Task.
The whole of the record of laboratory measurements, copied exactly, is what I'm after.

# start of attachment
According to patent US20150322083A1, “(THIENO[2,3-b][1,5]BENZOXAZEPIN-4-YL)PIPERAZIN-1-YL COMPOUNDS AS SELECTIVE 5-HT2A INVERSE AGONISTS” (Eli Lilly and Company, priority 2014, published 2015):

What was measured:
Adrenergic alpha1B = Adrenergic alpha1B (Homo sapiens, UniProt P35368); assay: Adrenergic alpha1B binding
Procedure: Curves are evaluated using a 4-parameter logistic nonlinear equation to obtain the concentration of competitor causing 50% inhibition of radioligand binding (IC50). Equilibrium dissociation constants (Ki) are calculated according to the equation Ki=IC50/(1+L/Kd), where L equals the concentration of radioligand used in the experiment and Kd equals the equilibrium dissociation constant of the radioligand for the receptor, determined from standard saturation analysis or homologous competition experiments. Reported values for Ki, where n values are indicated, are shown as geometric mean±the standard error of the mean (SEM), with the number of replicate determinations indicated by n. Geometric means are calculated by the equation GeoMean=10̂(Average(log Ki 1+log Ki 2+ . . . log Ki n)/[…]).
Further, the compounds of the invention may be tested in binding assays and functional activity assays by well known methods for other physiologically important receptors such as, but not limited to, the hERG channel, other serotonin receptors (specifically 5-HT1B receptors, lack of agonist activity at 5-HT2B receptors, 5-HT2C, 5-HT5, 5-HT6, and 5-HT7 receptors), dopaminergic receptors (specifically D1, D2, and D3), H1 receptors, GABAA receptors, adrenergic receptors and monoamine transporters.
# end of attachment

According to patent US20150322083A1, “(THIENO[2,3-b][1,5]BENZOXAZEPIN-4-YL)PIPERAZIN-1-YL COMPOUNDS AS SELECTIVE 5-HT2A INVERSE AGONISTS” (Eli Lilly and Company, priority 2014, published 2015):

What was measured:
Adrenergic alpha1B = Adrenergic alpha1B (Homo sapiens, UniProt P35368); assay: Adrenergic alpha1B binding
Procedure: Curves are evaluated using a 4-parameter logistic nonlinear equation to obtain the concentration of competitor causing 50% inhibition of radioligand binding (IC50). Equilibrium dissociation constants (Ki) are calculated according to the equation Ki=IC50/(1+L/Kd), where L equals the concentration of radioligand used in the experiment and Kd equals the equilibrium dissociation constant of the radioligand for the receptor, determined from standard saturation analysis or homologous competition experiments. Reported values for Ki, where n values are indicated, are shown as geometric mean±the standard error of the mean (SEM), with the number of replicate determinations indicated by n. Geometric means are calculated by the equation GeoMean=10̂(Average(log Ki 1+log Ki 2+ . . . log Ki n)/[…]).
Further, the compounds of the invention may be tested in binding assays and functional activity assays by well known methods for other physiologically important receptors such as, but not limited to, the hERG channel, other serotonin receptors (specifically 5-HT1B receptors, lack of agonist activity at 5-HT2B receptors, 5-HT2C, 5-HT5, 5-HT6, and 5-HT7 receptors), dopaminergic receptors (specifically D1, D2, and D3), H1 receptors, GABAA receptors, adrenergic receptors and monoamine transporters.